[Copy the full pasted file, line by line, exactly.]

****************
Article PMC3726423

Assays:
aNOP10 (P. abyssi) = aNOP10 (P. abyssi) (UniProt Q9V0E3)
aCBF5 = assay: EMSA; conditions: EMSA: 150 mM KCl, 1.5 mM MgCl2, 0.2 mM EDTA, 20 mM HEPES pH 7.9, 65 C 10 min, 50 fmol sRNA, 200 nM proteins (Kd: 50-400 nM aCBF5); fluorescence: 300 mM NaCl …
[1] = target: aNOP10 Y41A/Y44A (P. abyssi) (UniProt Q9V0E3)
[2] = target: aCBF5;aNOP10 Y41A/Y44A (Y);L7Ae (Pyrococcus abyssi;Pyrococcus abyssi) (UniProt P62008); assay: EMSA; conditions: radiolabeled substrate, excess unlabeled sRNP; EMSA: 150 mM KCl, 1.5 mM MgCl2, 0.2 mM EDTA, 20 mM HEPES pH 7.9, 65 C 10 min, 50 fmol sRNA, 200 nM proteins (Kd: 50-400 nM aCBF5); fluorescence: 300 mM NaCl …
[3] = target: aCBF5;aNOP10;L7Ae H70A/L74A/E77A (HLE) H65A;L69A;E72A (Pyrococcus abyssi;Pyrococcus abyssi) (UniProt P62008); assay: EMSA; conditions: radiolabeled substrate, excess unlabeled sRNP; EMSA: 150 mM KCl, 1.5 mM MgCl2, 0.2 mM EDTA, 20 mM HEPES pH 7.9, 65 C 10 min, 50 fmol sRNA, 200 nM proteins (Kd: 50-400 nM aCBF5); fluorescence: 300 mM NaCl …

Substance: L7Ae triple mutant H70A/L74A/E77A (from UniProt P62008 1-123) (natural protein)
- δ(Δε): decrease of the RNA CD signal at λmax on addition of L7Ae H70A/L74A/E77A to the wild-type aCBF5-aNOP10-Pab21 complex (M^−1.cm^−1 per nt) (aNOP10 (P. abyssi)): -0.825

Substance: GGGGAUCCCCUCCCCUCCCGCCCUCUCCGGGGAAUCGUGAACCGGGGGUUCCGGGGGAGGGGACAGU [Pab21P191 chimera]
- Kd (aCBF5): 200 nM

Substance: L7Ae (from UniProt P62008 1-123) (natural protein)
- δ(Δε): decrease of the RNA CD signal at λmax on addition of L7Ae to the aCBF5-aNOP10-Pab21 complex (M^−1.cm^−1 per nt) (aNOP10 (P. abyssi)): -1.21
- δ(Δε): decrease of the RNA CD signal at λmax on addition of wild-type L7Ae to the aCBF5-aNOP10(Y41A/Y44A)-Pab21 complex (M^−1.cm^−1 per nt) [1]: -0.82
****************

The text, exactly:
Article PMC3726423

Assays:
aNOP10 (P. abyssi) = aNOP10 (P. abyssi) (UniProt Q9V0E3)
aCBF5 = assay: EMSA; conditions: EMSA: 150 mM KCl, 1.5 mM MgCl2, 0.2 mM EDTA, 20 mM HEPES pH 7.9, 65 C 10 min, 50 fmol sRNA, 200 nM proteins (Kd: 50-400 nM aCBF5); fluorescence: 300 mM NaCl …
[1] = target: aNOP10 Y41A/Y44A (P. abyssi) (UniProt Q9V0E3)
[2] = target: aCBF5;aNOP10 Y41A/Y44A (Y);L7Ae (Pyrococcus abyssi;Pyrococcus abyssi) (UniProt P62008); assay: EMSA; conditions: radiolabeled substrate, excess unlabeled sRNP; EMSA: 150 mM KCl, 1.5 mM MgCl2, 0.2 mM EDTA, 20 mM HEPES pH 7.9, 65 C 10 min, 50 fmol sRNA, 200 nM proteins (Kd: 50-400 nM aCBF5); fluorescence: 300 mM NaCl …
[3] = target: aCBF5;aNOP10;L7Ae H70A/L74A/E77A (HLE) H65A;L69A;E72A (Pyrococcus abyssi;Pyrococcus abyssi) (UniProt P62008); assay: EMSA; conditions: radiolabeled substrate, excess unlabeled sRNP; EMSA: 150 mM KCl, 1.5 mM MgCl2, 0.2 mM EDTA, 20 mM HEPES pH 7.9, 65 C 10 min, 50 fmol sRNA, 200 nM proteins (Kd: 50-400 nM aCBF5); fluorescence: 300 mM NaCl …

Substance: L7Ae triple mutant H70A/L74A/E77A (from UniProt P62008 1-123) (natural protein)
- δ(Δε): decrease of the RNA CD signal at λmax on addition of L7Ae H70A/L74A/E77A to the wild-type aCBF5-aNOP10-Pab21 complex (M^−1.cm^−1 per nt) (aNOP10 (P. abyssi)): -0.825

Substance: GGGGAUCCCCUCCCCUCCCGCCCUCUCCGGGGAAUCGUGAACCGGGGGUUCCGGGGGAGGGGACAGU [Pab21P191 chimera]
- Kd (aCBF5): 200 nM

Substance: L7Ae (from UniProt P62008 1-123) (natural protein)
- δ(Δε): decrease of the RNA CD signal at λmax on addition of L7Ae to the aCBF5-aNOP10-Pab21 complex (M^−1.cm^−1 per nt) (aNOP10 (P. abyssi)): -1.21
- δ(Δε): decrease of the RNA CD signal at λmax on addition of wild-type L7Ae to the aCBF5-aNOP10(Y41A/Y44A)-Pab21 complex (M^−1.cm^−1 per nt) [1]: -0.82